Coworking- office space where an individual or small group can rent open or semi-private workspace- is a business trend on the sharp rise. As of 2017, approximately 13,800 coworking facilities exist globally, growing at a 22% rate each year, according to the 2017 Global Coworking Survey. Over 1,180,000 people around the world work out of these types of spaces. With 12,500 square feet of coworking space in operation in this city, we thought it was time to take a deeper dive into this trend and better understand the true coworking value.
On the surface level, coworking spaces are exactly that- places to work. They typically include some sort of open work area, where people can rent individual desks on a monthly, or even daily, basis. Some coworking facilities offer semi-private office space, like the small group “campsites” at COCO Coworking. Most coworking facilities also contain sound-proof areas to take phone calls, meeting room space, snacks, beer, lots of coffee, and a mailing address outside of your home. Some even have in-house bars, lockers, showers, daycare, and discount partnerships with local business (such as WeWork and Lyft in Minneapolis).
Coworking spaces are not just for the uber-hipster, either. And they’re not just for the solo entrepreneur. Small teams, freelancers, remote workers, startups, and teams from Fortune 500 companies can and do operate from coworking facilities.
The extreme flexibility of coworking spaces is perhaps their biggest value add in today’s dynamic business climate. Coworking rental agreements are typically no longer than one month and are renewed on a monthly basis. This allows businesses to avoid long-term leases and offers the ability to scale up or down both the real estate and team in a financially responsible manner.
Coworking facilities come in a variety of flavors. There are massive, one-size-fits-all, chain entities like WeWork and Industrious, both of which have locations in Minneapolis. WeWork is the giant, for-profit entity in coworking; the business has a $20B valuation (Crunchbase), with 305 office locations in 62 different cities. Industrious, also for-profit, has 25 locations in the US and just raised $80M (Axios).
While all general purpose coworking facilities can’t all be unicorns, they can be francized, even on a smaller scale. The Beauty Shoppe is a prime example. This private-public partnership began as a single entity, in a beauty shop in Pittsburgh’s East Liberty neighborhood. Now, The Beauty Shoppe has four additional locations around Pittsburgh and one facility in Cleveland.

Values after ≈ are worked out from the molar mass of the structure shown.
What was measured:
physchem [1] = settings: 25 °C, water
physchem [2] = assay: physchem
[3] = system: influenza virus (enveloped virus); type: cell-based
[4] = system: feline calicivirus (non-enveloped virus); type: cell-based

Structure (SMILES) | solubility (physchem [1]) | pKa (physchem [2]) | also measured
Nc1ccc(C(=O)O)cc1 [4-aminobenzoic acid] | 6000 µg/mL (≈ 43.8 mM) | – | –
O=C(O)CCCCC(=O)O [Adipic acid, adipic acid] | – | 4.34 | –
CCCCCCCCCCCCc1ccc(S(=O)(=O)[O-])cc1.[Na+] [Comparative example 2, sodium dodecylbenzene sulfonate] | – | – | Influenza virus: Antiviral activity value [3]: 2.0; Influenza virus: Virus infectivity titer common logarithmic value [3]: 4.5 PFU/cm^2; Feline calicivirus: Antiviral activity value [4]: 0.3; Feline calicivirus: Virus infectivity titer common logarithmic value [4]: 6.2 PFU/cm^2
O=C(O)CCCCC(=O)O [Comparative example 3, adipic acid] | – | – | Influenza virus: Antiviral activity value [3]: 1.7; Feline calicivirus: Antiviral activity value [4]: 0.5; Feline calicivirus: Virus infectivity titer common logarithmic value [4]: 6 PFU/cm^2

COCO Coworking, another for-profit business, is a great example in our region. COCO now has four Twin Cities locations and has set up shop in Chicago. COCO recently rebranded to Fueled Collective, where their facilities will blend into a hybrid coworking space and social club, linking this community to other Fueled Collective spaces in New York and Cincinnati.
Coworking spaces can also be targeted to specific demographics, when the community is large enough to support it. Several examples exist in the Los Angeles region including One Roof Women, a space specifically for females; The Hatchery Press, a work area just for writers; and Kleverdog Coworking, a facility for the dog lover.
While there certainly are a plethora of coworking facilities on the global scale, only 41% of coworking spaces are actually profitable. The bottom line: they just take a lot of money to run and receive little money in return. On a non-financial level, coworking spaces can also fail if they do not create an identity, offer no or poor business programming to their members, are not involved in the local community, and fail to develop an inspiring physical space.
“The success of a coworking space depends on the community that you’re in,” explained Jamie Sundsbak, Community Manager of Collider Coworking in Rochester.
Some particular standout successes occur when coworking spaces popup in repurposed, old buildings and activate that space. This helps to drive foot traffic, interest, and activity to perhaps otherwise unutilized areas of a city. This was the case with Collider Coworking, which took space in the over 100-year-old Conley-Maass-Downs Building in 2016.
Success also occurs when coworking facilities bring distinct educational value to their tenants, such as The Corner, a Beauty Shoppe location in New Kensington, Pennsylvania. This facility offers a ten-week training program in conjunction with Penn State University to support product commercialization.
The most effective coworking spaces, by far, are those that add value to both the surrounding community and to their tenants. They are useful tools to cluster creative minds together to generate synergy, spur innovation, and fuel collaborations to solve real problems. They also provide cost-effective office space to get emerging companies off the ground.
In a city the size of Rochester, coworking spaces may be more effective as non-profit entities, where they “turn more into an economic development play than a co-working space alone,” explained Sundsbak.
Red Wing Ignite, a non-profit that provides coworking space in Red Wing, Minnesota practiced this concept since 2013. Red Wing Ignite subsidizes rental costs to tenants and keeps the lights running through a variety of private-public partnerships including support from Xcel Energy, Goodhue County, Red Wing Shoes, the City of Red Wing, and the Southern Minnesota Initiative Foundation.
In Rochester, we have four different co-working spaces, financed in a variety of ways, including: The Vault, Collider Coworking, the Mayo Clinic Business Accelerator, and Rochester Area Foundation. We are on par with the global coworking trend; most of these facilities in Rochester are at 75-100% capacity.